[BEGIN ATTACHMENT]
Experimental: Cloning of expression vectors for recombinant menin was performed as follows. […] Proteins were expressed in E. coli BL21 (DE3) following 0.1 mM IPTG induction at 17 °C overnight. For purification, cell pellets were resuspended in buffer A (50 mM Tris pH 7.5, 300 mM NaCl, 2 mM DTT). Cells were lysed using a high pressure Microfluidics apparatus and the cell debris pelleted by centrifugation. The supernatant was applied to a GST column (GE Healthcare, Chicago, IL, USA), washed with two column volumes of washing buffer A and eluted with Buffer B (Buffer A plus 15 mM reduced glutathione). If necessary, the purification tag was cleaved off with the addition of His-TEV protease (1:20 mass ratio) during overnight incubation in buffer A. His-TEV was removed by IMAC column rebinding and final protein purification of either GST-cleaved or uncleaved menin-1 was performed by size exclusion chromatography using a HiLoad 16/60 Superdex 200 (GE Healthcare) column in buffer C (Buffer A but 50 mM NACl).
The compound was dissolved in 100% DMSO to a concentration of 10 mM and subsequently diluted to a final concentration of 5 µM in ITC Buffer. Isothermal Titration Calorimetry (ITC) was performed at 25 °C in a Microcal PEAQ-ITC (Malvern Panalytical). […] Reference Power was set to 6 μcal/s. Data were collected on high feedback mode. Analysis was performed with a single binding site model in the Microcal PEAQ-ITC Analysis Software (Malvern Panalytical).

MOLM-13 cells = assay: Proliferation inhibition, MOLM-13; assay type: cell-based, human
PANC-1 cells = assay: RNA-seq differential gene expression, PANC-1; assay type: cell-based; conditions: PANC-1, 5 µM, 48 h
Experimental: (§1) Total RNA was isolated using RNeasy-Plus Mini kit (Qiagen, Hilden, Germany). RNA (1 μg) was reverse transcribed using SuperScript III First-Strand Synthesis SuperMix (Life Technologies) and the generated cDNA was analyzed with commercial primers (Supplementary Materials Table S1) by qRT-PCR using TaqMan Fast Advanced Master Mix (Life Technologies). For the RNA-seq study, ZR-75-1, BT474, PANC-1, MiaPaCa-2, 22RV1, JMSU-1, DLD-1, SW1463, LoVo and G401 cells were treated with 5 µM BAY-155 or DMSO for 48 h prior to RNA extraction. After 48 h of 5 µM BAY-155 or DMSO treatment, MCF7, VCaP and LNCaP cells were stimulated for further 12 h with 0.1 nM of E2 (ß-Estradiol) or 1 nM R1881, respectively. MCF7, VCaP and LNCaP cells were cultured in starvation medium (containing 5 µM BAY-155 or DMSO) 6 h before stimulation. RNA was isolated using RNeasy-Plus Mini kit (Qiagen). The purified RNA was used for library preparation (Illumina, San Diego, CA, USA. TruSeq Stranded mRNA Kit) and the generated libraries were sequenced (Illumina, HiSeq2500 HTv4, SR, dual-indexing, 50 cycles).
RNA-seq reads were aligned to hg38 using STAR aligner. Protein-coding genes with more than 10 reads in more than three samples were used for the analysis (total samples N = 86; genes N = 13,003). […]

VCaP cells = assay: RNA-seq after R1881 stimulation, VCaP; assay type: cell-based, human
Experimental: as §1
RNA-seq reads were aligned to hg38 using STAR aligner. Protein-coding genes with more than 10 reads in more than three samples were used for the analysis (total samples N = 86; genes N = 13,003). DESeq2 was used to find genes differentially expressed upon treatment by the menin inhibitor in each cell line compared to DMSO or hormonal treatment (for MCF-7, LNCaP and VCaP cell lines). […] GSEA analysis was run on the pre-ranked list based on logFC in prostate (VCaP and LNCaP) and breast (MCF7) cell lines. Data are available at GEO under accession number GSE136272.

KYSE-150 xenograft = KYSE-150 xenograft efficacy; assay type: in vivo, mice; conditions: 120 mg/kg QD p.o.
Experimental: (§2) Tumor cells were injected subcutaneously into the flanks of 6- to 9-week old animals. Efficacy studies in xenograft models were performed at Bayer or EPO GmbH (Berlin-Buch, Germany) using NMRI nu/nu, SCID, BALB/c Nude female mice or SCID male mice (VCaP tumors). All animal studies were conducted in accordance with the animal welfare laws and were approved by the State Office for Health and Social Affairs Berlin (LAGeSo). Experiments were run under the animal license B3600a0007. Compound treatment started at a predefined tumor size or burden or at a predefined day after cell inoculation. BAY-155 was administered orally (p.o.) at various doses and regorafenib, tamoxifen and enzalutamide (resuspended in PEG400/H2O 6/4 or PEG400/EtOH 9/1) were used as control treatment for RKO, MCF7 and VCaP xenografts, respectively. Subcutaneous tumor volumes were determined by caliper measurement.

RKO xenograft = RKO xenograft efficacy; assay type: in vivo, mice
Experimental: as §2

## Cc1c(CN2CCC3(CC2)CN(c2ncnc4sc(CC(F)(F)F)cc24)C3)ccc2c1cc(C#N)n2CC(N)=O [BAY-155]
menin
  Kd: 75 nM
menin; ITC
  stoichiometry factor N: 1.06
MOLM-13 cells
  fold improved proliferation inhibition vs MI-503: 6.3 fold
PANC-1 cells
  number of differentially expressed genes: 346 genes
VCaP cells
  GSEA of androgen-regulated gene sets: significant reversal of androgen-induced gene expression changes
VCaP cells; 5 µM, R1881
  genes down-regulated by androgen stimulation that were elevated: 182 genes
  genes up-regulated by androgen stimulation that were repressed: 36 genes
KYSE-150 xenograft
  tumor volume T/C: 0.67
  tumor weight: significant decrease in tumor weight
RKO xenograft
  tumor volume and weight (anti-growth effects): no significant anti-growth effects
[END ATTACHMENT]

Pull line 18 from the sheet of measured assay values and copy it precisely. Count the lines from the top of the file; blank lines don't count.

  stoichiometry factor N: 1.06